Dr Stella Koutsikou came originally from Greece. Before she came to our lab 2 years ago she worked on how rats respond to sensory stimulation. She is supported by our BBSRC research grant. She makes electrical recordings from nerve cells in the tadpole brain using the microscope (500x) and equipment shown here.Stella-Koutsikou-P1010027f

After making recordings she mounts the fixed tadpole brains on a slide. Then we can see the nerve cells which she filled  with dye during recordings.Stella-Koutsikou-histology-P1010029f

Mark Olenik  came originally from Kyrgyzstan but his home is now  in Hamburg. He is a post-graduate student supported by the Wellcome Trust . He uses computer models to study how networks of nerve cells allow tadpoles to make rhythmic movements.Mark-Olenik-P1000997f

During University term time in the winter final year undergraduate students do short research projects in the lab .

The Frogs and tadpoles

The tadpoles we study are produced by  a small colony of adult Xenopus laevis  looked after by the University Animal Services Unit. These are the tanks where the adult toads live in a carefully controlled environment:Holding-tanks-IMG_5137f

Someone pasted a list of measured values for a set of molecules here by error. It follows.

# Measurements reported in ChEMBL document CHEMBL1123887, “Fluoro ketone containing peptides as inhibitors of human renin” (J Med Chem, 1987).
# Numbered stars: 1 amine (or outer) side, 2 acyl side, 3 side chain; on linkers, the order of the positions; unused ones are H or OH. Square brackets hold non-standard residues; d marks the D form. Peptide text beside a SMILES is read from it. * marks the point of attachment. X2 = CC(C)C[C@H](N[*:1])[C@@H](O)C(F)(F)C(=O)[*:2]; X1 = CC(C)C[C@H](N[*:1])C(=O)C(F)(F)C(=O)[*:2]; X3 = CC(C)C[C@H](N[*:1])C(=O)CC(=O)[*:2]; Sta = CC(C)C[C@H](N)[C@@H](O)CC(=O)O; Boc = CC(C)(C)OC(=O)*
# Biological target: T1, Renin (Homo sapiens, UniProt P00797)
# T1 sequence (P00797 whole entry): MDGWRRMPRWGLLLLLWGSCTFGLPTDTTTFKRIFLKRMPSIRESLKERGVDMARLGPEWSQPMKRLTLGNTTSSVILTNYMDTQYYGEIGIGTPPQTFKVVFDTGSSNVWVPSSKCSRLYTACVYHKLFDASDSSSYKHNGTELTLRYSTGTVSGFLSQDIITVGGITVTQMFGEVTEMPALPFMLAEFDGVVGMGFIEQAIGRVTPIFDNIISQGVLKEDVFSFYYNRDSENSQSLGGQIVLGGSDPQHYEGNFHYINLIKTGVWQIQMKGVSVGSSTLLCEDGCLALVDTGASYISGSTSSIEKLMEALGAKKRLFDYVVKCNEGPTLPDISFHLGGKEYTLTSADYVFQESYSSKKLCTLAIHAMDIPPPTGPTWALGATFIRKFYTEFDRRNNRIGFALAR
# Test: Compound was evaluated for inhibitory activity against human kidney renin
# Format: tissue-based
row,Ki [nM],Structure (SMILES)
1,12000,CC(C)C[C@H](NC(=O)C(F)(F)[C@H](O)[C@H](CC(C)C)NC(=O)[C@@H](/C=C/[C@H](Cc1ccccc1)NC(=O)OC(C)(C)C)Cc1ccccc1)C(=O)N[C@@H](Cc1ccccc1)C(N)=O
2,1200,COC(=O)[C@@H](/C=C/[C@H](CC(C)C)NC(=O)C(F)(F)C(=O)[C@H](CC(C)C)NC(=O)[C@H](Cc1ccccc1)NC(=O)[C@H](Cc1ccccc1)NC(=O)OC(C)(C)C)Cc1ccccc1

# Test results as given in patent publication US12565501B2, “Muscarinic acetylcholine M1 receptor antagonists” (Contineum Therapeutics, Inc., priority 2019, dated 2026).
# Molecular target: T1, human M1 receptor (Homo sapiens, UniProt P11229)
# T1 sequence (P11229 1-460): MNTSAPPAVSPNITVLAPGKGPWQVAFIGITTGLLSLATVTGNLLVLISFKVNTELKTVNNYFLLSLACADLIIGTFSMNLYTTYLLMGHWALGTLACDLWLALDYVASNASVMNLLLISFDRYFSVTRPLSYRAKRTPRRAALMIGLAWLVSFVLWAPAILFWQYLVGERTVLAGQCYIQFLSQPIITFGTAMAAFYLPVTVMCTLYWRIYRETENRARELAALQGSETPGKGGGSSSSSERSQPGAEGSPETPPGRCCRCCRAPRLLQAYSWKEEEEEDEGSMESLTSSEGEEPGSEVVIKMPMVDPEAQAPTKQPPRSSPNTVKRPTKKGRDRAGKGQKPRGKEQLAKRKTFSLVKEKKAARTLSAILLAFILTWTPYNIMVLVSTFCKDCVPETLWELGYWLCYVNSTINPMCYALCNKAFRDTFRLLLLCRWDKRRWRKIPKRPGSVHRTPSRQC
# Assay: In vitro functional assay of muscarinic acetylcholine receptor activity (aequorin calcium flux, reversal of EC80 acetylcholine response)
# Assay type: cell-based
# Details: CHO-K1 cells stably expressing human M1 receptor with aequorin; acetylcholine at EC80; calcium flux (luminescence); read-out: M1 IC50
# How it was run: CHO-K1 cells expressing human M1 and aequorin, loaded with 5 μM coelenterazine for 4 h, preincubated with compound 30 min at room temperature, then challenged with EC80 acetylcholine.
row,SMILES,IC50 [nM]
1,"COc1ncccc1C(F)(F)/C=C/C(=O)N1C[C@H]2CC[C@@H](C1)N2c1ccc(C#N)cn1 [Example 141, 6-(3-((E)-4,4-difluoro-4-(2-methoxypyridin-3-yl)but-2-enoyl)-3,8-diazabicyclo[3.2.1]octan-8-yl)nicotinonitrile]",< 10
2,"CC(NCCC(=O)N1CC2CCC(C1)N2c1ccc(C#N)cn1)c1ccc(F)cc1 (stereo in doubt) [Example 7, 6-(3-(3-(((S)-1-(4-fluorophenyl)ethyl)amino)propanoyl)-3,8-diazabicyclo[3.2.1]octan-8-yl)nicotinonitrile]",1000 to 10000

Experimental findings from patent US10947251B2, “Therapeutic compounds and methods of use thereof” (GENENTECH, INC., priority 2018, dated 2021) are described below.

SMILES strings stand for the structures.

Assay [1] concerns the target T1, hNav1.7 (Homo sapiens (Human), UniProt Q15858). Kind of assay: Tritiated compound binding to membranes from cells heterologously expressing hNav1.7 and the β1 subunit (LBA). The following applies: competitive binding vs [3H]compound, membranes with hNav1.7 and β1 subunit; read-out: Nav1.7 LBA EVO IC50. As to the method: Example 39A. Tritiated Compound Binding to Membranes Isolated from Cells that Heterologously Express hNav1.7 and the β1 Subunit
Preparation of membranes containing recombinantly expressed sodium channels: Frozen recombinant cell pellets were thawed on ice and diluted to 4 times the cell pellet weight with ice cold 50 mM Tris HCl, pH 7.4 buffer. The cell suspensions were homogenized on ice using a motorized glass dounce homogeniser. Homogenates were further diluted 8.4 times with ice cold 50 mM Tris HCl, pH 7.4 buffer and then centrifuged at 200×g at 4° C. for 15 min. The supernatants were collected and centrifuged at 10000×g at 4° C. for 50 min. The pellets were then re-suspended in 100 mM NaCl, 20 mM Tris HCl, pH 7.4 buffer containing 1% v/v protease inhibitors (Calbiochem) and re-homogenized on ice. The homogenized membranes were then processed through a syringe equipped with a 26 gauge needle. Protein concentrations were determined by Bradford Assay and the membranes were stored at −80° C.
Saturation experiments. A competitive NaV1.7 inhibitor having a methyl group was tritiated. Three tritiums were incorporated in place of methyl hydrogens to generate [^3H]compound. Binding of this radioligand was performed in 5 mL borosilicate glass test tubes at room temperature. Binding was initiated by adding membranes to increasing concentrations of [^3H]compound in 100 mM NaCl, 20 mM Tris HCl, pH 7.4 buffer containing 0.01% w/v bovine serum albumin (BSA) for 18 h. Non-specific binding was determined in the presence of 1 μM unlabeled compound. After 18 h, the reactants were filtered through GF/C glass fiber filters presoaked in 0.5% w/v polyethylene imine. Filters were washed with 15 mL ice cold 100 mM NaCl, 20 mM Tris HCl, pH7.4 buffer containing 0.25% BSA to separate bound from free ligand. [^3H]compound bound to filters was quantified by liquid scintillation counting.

Each week mating is induced by injecting a pair of adults with a hormone in late afternoon. If all goes well, the pair are clasped and eggs (about 1 mm across) have been laid by next morning.


Mating Clawed Toads or Frogs with eggs

The female is large and the male clasps her around the waist. He can then fertilise the eggs as they are laid . The eggs  stick to the sides or bottom of the tank.

We collect the eggs and take them to the lab to grow into tadpoles. Find out more by going to the “A Tadpole Laboratory” page.


Tadpole swims when touched at *

The details of swimming movements which hatchling Xenopus tadpoles make in response to touch with a fine hair  have been studied by making high speed videos at 200 fps. In these examples touch on the left (*) leads to a bend to the right followed by swimming. Waves of bending travel from the head to tail (at ~ 14 cm per second) and increase in amplitude as they travel along the body. They move the tadpole in the direction shown by the arrows. Swimming speeds at ~ 20 oC range from 4 to 6 cm per second.hatchling tadpole swims when touched at *